Abstract: This paper employs a recent methodological innovation on intellectual property rights (IPRs) harmonization to project global timelines for common policies against business software piracy. The findings on 99 countries are premised on 15 fundamental characteristics of software piracy based on income-levels (high-income, lower-middle-income, upper-middle-income and low-income), legal-origins (English common-law, French civil-law, German civil-law and, Scandinavian civil-law) and, regional proximity (South Asia, Europe & Central Asia, East Asia & the Pacific, Middle East & North Africa, Latin America & the Caribbean and, Sub-Saharan Africa). The results broadly show that a feasible horizon for the harmonization of blanket policies ranges from 4 to 10 years.
    Keywords: Software piracy, Intellectual property rights, Panel data, Convergence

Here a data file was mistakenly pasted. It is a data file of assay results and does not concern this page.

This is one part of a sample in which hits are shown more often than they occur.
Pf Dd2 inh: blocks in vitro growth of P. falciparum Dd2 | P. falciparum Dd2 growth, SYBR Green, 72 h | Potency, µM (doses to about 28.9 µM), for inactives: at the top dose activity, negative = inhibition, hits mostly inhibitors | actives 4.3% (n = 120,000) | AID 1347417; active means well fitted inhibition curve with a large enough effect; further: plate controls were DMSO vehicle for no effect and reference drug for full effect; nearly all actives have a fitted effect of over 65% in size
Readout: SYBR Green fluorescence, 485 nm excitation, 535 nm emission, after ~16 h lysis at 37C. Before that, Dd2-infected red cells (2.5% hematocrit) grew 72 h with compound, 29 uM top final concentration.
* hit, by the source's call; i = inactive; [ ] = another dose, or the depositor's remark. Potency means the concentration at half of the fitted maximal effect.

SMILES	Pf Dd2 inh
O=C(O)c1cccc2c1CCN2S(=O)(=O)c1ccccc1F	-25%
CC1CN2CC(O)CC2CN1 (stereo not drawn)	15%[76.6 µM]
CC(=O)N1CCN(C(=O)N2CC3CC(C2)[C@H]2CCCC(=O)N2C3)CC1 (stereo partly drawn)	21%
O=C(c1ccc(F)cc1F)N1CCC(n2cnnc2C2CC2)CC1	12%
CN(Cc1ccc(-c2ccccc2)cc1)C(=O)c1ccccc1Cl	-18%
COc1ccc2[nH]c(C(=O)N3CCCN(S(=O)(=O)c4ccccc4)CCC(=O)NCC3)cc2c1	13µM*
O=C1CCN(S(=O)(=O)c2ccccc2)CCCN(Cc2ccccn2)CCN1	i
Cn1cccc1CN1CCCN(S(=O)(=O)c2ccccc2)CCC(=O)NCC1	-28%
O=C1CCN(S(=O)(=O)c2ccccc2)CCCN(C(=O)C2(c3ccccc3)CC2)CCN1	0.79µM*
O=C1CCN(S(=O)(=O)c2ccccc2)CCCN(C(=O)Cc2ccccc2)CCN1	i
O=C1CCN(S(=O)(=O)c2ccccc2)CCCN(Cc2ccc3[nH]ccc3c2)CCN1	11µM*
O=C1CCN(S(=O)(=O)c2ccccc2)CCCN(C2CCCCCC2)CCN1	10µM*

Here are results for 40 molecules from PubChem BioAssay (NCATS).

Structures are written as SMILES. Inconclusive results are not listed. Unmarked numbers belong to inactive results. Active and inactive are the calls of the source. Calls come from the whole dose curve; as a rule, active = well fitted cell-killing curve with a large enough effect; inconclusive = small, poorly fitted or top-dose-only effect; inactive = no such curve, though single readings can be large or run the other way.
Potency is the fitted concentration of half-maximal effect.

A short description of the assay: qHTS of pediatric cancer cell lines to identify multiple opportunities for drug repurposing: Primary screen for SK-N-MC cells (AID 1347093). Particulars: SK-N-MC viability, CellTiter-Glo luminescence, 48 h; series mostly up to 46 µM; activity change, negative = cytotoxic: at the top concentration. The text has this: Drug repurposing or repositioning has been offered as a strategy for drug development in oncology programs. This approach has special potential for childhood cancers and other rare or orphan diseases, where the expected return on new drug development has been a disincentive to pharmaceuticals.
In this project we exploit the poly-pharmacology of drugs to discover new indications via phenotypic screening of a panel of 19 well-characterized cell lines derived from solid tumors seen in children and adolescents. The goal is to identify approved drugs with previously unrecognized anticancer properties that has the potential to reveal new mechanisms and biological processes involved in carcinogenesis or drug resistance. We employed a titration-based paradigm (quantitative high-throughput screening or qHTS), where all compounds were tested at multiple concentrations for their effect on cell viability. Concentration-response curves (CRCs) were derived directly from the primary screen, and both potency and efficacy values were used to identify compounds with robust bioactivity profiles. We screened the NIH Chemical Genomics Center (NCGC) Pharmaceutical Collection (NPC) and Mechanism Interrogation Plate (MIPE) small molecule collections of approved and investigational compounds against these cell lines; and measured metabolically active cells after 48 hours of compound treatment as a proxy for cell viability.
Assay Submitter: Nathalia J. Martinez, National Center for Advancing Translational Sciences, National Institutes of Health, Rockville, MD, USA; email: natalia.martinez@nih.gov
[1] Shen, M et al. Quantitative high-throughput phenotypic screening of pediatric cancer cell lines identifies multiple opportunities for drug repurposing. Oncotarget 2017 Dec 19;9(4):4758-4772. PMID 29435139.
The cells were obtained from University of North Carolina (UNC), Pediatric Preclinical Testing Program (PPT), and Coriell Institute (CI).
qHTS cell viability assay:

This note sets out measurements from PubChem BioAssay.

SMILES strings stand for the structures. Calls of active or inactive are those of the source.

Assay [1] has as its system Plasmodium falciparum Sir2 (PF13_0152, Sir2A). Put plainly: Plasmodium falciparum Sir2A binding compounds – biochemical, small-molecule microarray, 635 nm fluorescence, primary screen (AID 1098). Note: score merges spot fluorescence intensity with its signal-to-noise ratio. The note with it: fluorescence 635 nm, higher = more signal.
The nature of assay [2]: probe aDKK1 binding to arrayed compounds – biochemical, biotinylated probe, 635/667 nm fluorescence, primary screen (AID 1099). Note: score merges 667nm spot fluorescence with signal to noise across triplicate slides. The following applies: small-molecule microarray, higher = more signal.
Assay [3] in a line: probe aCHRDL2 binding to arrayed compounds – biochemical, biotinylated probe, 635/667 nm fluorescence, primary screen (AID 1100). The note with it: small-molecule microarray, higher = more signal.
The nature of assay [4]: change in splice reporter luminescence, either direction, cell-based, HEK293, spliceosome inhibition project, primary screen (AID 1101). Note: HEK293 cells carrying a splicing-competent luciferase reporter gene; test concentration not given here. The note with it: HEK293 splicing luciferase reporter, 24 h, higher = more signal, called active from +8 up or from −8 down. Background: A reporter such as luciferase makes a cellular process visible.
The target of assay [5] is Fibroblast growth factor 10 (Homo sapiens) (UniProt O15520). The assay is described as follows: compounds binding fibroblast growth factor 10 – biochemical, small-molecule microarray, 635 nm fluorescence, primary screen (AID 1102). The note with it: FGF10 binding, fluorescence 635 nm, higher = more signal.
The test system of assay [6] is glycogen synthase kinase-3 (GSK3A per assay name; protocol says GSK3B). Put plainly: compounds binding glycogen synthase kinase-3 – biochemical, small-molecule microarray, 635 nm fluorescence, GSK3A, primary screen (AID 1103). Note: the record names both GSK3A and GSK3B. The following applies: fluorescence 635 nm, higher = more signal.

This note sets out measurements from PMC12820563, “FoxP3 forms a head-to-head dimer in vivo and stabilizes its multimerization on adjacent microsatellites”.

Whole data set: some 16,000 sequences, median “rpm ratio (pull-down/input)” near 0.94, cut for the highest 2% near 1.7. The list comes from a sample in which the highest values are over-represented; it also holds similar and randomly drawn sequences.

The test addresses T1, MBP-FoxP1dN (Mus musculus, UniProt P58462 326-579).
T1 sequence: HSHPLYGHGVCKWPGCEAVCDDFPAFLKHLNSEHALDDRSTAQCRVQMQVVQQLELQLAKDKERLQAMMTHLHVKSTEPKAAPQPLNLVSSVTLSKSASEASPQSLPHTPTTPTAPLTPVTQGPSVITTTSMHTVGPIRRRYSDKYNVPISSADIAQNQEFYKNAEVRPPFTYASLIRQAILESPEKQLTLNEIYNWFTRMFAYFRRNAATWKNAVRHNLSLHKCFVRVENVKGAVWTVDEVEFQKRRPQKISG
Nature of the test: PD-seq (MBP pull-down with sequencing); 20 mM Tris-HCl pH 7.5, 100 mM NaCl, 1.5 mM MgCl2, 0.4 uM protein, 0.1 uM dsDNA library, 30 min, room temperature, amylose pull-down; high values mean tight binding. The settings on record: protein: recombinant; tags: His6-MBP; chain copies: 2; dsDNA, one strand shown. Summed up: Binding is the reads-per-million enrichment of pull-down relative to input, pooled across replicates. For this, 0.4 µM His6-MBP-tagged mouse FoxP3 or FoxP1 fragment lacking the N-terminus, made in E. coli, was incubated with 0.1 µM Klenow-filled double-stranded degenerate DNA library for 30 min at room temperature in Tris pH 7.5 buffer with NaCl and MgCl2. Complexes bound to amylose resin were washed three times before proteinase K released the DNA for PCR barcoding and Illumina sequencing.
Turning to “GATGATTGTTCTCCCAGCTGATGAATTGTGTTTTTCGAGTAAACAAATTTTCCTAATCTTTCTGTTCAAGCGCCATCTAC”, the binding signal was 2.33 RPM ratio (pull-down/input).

JEL: F42 K42 O34 O38 O57
    Date: 2013–03
  3. By: Iacovone, Leonardo; Mattoo, Aaditya; Zahler, Andres
    Abstract: Studies on innovation and international trade have traditionally focused on manufacturing because neither was seen as important for services. Moreover, the few existing studies on services focus only on industrial countries, although in many developing countries services are already the largest sector in the economy and an important determinant of overall productivity growth. Using a recent firm-level innovation survey for Chile to compare the manufacturing and"tradable"services sector, this paper reveals some novel patterns. First, although services firms have on average a much lower propensity to export than manufacturing firms, services exports are less dominated by large firms and tend to be more skill intensive than manufacturing exports. Second, services firms appear to be as innovative as -- and in some cases more innovative than -- manufacturing firms, in terms of both inputs and outputs of"technological"innovative activity, although services innovations more often take a"non-technological"form. Third, services exporters (like manufacturing exporters) tend to be significantly more innovative than non-exporters, with a wider gap for innovations close to the global technological frontier. These findings suggest that the growing faith in services as a source of both trade and innovative dynamism may not be misplaced.